Depending on when you read this, the Board of Trustees will vote or voted on a tuition increase for the Vermont State Colleges on Feb. 20. A trustees’ committee recommended that tuition stay the same on Feb. 13 in Montpelier. They voted the entire student body of the Vermont State Colleges into a hunger strike.
They didn’t do so out of any cruelty or confusion. The argument over VSC tuition increase is a clash of the best intentions.
Here’s the argument. Tim Donovan is the chancellor of the Vermont State Colleges. Mr. Donovan has recommended a 3% tuition increase over the next two years.
Annual in-state tuition costs $9,312. A 3% increase will add $279.36.
A 3% increase would add about $200,000 for the colleges. I want to remind you about inflation. It exists. Nothing stays the same. Except our tuition, if this vote turns out the way it seems.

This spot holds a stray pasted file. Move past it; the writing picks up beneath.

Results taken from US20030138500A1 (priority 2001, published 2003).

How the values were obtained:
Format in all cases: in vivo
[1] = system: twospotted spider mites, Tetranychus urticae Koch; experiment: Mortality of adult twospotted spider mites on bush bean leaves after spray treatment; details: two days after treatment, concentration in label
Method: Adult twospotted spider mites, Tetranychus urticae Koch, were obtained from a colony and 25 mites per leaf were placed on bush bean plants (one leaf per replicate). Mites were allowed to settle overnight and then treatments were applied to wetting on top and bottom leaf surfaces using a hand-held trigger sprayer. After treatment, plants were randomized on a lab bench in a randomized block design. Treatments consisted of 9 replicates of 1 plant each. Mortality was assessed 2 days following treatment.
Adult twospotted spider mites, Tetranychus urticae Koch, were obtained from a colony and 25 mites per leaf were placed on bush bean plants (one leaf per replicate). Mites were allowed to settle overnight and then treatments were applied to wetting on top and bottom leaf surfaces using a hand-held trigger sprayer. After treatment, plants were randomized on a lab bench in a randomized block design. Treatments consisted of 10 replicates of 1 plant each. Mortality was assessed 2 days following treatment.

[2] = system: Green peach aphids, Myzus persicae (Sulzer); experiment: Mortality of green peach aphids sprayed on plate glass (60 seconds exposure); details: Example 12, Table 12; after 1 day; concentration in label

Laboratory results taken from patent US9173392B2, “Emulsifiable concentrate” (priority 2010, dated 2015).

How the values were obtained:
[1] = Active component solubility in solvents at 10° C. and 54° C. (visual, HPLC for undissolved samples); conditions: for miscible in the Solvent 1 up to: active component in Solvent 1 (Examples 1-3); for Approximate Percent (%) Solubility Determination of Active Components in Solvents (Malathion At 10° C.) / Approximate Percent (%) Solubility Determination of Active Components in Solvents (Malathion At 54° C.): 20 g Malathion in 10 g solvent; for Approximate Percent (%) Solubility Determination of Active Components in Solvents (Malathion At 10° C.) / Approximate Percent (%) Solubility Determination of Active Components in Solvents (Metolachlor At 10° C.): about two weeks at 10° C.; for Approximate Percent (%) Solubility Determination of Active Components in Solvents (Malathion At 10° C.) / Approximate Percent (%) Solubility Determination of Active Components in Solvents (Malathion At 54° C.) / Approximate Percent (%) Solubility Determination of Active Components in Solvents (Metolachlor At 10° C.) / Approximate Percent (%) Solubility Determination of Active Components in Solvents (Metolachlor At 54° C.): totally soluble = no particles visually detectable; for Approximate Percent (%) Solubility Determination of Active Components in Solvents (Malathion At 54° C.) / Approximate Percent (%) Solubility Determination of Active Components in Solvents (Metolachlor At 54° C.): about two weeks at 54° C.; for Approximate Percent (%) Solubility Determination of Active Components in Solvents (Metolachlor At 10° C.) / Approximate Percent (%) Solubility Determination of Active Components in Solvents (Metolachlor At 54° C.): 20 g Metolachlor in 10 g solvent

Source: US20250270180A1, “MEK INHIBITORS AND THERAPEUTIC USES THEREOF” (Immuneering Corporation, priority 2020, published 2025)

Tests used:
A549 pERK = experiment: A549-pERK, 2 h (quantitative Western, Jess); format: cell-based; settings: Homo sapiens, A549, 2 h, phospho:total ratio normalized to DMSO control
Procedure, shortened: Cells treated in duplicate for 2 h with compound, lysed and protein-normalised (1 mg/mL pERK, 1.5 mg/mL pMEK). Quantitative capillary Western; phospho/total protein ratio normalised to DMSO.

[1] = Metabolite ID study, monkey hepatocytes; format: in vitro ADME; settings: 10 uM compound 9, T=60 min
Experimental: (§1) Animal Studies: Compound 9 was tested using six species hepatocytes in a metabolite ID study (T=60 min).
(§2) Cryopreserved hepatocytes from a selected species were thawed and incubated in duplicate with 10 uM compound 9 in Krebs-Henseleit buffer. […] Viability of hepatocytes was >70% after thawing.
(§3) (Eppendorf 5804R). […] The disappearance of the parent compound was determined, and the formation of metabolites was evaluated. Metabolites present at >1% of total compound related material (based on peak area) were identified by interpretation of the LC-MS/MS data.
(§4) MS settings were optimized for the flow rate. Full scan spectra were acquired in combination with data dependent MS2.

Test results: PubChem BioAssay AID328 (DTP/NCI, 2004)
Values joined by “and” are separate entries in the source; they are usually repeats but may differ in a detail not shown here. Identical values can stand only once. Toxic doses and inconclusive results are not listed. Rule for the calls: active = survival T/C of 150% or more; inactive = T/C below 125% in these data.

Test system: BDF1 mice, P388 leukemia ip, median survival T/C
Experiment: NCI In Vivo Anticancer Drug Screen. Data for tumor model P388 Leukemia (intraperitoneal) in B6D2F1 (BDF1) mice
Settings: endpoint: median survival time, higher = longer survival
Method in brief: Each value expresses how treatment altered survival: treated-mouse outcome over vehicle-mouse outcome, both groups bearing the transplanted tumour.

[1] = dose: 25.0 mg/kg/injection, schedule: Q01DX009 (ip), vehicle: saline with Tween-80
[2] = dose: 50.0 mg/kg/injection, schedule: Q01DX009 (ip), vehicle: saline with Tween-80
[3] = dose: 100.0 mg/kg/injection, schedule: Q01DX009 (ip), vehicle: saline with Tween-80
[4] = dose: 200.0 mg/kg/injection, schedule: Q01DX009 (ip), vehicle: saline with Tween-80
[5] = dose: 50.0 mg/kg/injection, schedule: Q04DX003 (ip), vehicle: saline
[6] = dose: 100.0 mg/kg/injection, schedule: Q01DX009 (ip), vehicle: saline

Jerome Diamond voted against the tuition increase. He said, “I want to shift the burden from the student and back to where it belongs to the state of Vermont. I know there are limitations, that we don’t have money for everything, but education and higher education is key.”
There is nothing about Mr. Diamond’s ideas that isn’t completely admirable. But there’s something that’s delusional. There’s a difference between optimism and idealism. The difference is reality. It would be ideal if not raising the tuition cost when the state colleges are in dire need of funding would inspire the State to action. Begging the State for more funding hasn’t inspired them at all. The idea that starving our students will force the State into action is just that, an idea, and not one produced by examining what’s happened so far.
Voting against the tuition increase for this reason is like not voting in the Presidential Election because one doesn’t approve of the system. It’s a great display of principle, but it’s a display no one will notice. It’s one less voice. It’s standing in the corner with one’s arms crossed while the other kids play.
It’s also completely understandable. There are no villains. But there is a choice with promised positive effects and a choice with none.